Q: I’m redesigning my home, and I need to find the best furniture setup for my space. I keep going back and forth between a regular sofa and a sectional, but can’t settle on either. Are there any rules-of-thumb about sofas and sectionals that can help me make my decision?
A. To help differentiate between sofas and sectionals and how to choose the right option for a certain space, I spoke with the experts at Gus* Modern. Here’s their take:
There’s nothing more exciting than designing a new home or redesigning a current home. The empty room stands out like blank canvas waiting for that first brushstroke. And, with a little information and a lot of creativity, you can turn any space into a captivating portrait of form and function.
When you get right down to it, “sectional vs. sofa” is all about flexibility and functionality. With a sofa, you can easily play around with setups in a small or big space. With a sectional, you will always have a chaise (a perpendicular seat) to work around. That being said, there are a number of sectionals out there that are actually quite flexible. Take, for example, the Gus Modern MIX Modular Collection, which is made of 5 separate components. This collection includes chairs, slipcovers, and ottomans, all of which you can mix and match to best accommodate your space.
Versatile sectionals aside, you’ll have to decide whether a sofa or sectional is best for your given space. The following are a few helpful hints that will hopefully point you in the right direction.
By virtue of their linear shape, a 2 or 3 seat sofa is more streamlined and versatile when compared with a sectional. By not being boxed in with a chaise, your living space becomes much more open and much more accessible. Also, keep in mind that if you ever want to rearrange your furniture, a sofa is significantly easier to maneuver and can look stunning in a variety of setups, whether it is up against a wall, at an angle, or free-floating.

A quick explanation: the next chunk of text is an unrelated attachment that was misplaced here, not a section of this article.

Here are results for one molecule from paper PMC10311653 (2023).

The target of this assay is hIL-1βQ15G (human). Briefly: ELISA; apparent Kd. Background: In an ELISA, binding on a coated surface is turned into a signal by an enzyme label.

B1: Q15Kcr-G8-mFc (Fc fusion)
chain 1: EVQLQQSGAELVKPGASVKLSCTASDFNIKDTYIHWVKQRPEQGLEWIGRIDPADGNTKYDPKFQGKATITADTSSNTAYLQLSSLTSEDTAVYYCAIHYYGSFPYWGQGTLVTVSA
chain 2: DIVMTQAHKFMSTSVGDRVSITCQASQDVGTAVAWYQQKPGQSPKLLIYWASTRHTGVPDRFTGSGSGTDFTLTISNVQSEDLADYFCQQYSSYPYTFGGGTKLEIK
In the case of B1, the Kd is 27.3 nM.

If you have a small space, sofas really are the way to go. You don’t want a chaise blocking a walkway or doorway. Plus, a bulky sectional squeezed into a small space would appear disproportionate and clumsy.
On the other hand, sectionals provide more seating and look positively stunning in a variety of room layouts… as long as you have enough space. The importance of taking measurements of both the room and the furniture in question cannot be overstated. Make sure you leave around 2 feet of open space around the sectional (unless it is placed against the wall) to maintain comfortable walkways.
That being said, sectionals work better as room-dividers than sofas. The right angled chaise (whether on the left or right) helps define the shape of the room, mimicking the opposing wall in such a way to have the area feel self-contained, as though it were a room unto itself.
Certain sectionals can be disassembled into multiple pieces of standalone seating (lounge or secondary chair). Some sofas can do this as well, but at a much smaller scale that may or may not fill the area in a psychologically satisfying manner.
And so, before you run out to buy that perfect sofa or place an order for that lavish sectional, consider the flexibility and functionality of the piece as it relates to your living space. Sofas tend to be better for smaller areas, while sectionals fit well in larger spaces. Sofas are incredibly mobile and can work in a variety of setups, while sectionals are comparatively inert and often look best in a symmetrical setup.
However, if you don’t remember these simple rules-of-thumb, if the rush of excitement is too much to bare…you can always piece together your own Gus Modern MIX Modular Collection and be done with it. The choice is up to you. Either way, happy designing!
Nate Sverlow is a Senior Product Content Publisher at YDesign Group, writing copy, brand statements and department procedures. He enjoys lighting and design that inspires, that has a story to tell. He currently resides in the Sacramento area with three cats and an incredibly supportive wife.